The accidental landlord:counts the cost of the DIY approach to installing a tenant’s washing machine

After trying to install a tenant’s washing machine herself to save £20, the accidental landlord counts the cost in crushed toes and wounded pride...

Frankly, I hate spending money but I admit that sometimes it’s better to say “to hell with it” and splash out a little extra to save yourself a lot of bother.

When my student tenants told me that their old washing machine had died, I first tried the skinflint approach and paid a repair guy £30 in the hope that he could bring it back to life.

All I got for my money was confirmation that the machine was well and truly knackered.

I had no choice but to buy a new one. There’s no laundrette within walking distance of the flat and anyway, students are fussy these days, they kind of expect a fully functioning washing machine. Youngsters, eh?

I bought one from a large, well-known electrical retailer, even though from past experience it’s my opinion that their customer service is diabolical. They’re cheap and they offered free delivery — what more can I say?

However, I didn’t fancy paying an extra £20 for the installation. “I’ll do it myself,” I told my husband, cockily. “How hard can it be?”

Two days later, the cheap-but-unreliable retailer delivered a tumble dryer instead of the washing machine I’d ordered. The tenant who took the delivery pointed out the error but the delivery guy just dumped it in the hall and left.

I then wasted about an hour when I should have been working, trying to get through to the retailer’s inappropriately named customer service department. “Didn’t you want a tumble dryer?” asked the idiot who eventually answered my call.

By the time the driver returned with the correct machine, it was already early evening but I had promised the students a working washer that night and I didn’t want to let them down. Besides, being a mum, I was worried they wouldn’t have any clean clothes for college. So I abandoned my dinner and went straight round to plumb it in.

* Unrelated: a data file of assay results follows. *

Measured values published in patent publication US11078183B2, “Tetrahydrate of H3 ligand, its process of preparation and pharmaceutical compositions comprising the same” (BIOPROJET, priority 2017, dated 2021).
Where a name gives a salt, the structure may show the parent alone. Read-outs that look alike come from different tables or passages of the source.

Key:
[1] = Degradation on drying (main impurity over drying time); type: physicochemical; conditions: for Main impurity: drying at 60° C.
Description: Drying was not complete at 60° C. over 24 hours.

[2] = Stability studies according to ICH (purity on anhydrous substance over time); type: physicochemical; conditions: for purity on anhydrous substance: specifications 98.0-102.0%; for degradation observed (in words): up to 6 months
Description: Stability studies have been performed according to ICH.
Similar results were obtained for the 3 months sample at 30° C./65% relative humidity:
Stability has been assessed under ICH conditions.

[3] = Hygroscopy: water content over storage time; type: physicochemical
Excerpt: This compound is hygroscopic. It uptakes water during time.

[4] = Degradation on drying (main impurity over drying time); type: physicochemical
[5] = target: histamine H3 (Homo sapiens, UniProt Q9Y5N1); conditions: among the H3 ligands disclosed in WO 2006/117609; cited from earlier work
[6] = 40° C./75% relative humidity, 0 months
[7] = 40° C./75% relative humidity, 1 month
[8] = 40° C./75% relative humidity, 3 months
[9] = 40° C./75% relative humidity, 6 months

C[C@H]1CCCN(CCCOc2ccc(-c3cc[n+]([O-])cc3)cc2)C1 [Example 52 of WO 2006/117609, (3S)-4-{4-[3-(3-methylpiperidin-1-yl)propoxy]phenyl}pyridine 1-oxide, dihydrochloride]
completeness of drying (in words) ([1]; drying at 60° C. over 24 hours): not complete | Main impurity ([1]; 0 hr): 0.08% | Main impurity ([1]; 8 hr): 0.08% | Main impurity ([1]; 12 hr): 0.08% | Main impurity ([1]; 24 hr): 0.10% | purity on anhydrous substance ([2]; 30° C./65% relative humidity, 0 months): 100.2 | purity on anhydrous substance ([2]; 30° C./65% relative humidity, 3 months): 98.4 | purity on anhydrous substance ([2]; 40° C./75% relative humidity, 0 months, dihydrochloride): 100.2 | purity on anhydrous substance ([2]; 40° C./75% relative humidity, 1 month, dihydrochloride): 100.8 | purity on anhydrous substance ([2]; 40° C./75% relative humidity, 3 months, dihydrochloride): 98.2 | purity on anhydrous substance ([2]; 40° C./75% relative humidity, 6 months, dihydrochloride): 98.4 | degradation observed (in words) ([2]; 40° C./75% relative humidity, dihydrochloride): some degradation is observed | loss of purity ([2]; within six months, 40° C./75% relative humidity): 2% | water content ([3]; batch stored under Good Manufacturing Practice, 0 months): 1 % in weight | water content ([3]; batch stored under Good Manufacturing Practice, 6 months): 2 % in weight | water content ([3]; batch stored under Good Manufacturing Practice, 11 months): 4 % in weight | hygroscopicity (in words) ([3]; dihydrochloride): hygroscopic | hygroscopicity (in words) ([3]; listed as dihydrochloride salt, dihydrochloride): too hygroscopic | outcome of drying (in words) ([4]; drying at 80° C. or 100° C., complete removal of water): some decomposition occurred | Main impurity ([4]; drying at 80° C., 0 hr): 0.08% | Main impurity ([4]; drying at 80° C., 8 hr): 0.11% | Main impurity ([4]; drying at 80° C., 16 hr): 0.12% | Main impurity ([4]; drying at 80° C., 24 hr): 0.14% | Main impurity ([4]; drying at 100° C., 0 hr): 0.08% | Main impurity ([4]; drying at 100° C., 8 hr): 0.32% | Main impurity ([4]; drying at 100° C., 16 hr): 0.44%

Unfortunately, the driver from the unreliable retailer had inconveniently left the machine by the front door, and I had underestimated how difficult it would be for a wimp like me to slide a heavy object the short distance to the kitchen.

In the end, it took me and two of the tenants to shove, heave and wiggle it into the room.

We then battled for about 15 minutes to break into the tough plastic packaging using a blunt kitchen knife, my car keys and a pair of tweezers. At least hooking the hose to the already-installed water pipe was child’s play, but then it took another 15 minutes for me and the girls to ease the machine into position under the worktop.

Breathless but triumphant we turned it on. Nothing. I’d forgotten to plug it in, and the wretched plug was at the back of the machine. We had to yank it out again.

Another 15 minutes, a couple of bumped heads and at least one crushed toe later we had it back in position and this time, when we turned it on — ta-dah! — it worked.

Back at home, I stubbornly told my husband it had all been a breeze. “It was easy-peasy,” I said. Then one of the tenants called to say the machine wasn’t working after all. It had made positive noises for a few seconds, then stalled.

“Did you turn the water pipe back on after you attached the hose?” asked my husband. I hadn’t. Defeated, I asked him to sort it out.

“I should have gone to John Lewis,” I told him sheepishly when he returned, heroic.

“Just pay for the installation next time,” he said, and then, to soften  the blow: “It’s probably tax deductable.”

  • Victoria Whitlock lets four properties in south London. To contact Victoria with your ideas and views, tweet @vicwhitlock

 


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